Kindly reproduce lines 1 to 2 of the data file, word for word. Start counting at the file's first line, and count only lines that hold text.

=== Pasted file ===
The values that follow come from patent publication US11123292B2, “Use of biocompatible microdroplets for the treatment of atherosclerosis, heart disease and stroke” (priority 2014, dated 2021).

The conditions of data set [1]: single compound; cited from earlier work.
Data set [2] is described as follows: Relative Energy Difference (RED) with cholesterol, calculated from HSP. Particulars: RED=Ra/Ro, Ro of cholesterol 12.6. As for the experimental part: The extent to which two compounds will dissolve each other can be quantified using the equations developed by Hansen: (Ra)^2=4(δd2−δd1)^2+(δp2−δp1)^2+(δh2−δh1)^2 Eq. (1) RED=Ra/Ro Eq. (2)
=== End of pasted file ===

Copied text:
The values that follow come from patent publication US11123292B2, “Use of biocompatible microdroplets for the treatment of atherosclerosis, heart disease and stroke” (priority 2014, dated 2021).

The conditions of data set [1]: single compound; cited from earlier work.